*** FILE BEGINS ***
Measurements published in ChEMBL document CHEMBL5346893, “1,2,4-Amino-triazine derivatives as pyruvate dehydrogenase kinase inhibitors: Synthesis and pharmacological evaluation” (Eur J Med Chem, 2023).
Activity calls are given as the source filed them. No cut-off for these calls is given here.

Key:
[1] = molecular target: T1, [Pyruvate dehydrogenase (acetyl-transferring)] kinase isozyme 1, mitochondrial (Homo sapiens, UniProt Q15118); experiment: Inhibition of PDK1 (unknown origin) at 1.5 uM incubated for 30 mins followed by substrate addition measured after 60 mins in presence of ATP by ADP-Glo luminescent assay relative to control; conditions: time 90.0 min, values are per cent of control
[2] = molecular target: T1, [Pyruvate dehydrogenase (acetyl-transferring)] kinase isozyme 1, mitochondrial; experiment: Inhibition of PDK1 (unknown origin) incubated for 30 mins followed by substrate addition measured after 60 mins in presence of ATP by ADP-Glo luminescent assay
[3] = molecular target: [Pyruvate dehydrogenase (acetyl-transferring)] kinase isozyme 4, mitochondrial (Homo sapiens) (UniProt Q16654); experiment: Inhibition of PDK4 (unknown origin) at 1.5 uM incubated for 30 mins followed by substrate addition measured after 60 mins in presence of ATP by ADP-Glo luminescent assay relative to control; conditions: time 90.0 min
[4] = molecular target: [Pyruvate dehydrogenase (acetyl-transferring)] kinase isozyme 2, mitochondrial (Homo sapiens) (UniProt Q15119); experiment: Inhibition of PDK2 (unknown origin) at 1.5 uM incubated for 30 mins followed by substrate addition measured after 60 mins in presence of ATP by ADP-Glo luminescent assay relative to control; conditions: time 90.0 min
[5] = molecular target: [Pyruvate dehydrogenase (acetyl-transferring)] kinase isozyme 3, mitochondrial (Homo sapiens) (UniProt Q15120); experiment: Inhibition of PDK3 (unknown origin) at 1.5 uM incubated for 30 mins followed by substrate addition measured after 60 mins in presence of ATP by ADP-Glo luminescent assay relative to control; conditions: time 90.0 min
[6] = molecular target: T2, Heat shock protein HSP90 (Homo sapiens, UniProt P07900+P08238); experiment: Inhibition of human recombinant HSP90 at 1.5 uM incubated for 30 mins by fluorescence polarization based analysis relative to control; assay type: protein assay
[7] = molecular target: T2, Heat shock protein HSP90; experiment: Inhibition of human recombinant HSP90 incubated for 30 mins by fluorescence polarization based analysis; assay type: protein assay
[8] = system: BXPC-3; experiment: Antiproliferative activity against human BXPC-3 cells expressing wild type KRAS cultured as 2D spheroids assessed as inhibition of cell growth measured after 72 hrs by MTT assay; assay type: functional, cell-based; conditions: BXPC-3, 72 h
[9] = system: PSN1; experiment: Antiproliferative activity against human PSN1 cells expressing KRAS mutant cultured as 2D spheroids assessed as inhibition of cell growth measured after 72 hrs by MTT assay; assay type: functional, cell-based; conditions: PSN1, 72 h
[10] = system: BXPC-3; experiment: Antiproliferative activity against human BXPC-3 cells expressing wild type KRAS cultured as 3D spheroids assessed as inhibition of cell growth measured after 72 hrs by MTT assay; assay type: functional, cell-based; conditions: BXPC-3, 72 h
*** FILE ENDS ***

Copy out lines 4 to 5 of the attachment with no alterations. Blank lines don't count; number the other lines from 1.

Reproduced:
[1] = molecular target: T1, [Pyruvate dehydrogenase (acetyl-transferring)] kinase isozyme 1, mitochondrial (Homo sapiens, UniProt Q15118); experiment: Inhibition of PDK1 (unknown origin) at 1.5 uM incubated for 30 mins followed by substrate addition measured after 60 mins in presence of ATP by ADP-Glo luminescent assay relative to control; conditions: time 90.0 min, values are per cent of control
[2] = molecular target: T1, [Pyruvate dehydrogenase (acetyl-transferring)] kinase isozyme 1, mitochondrial; experiment: Inhibition of PDK1 (unknown origin) incubated for 30 mins followed by substrate addition measured after 60 mins in presence of ATP by ADP-Glo luminescent assay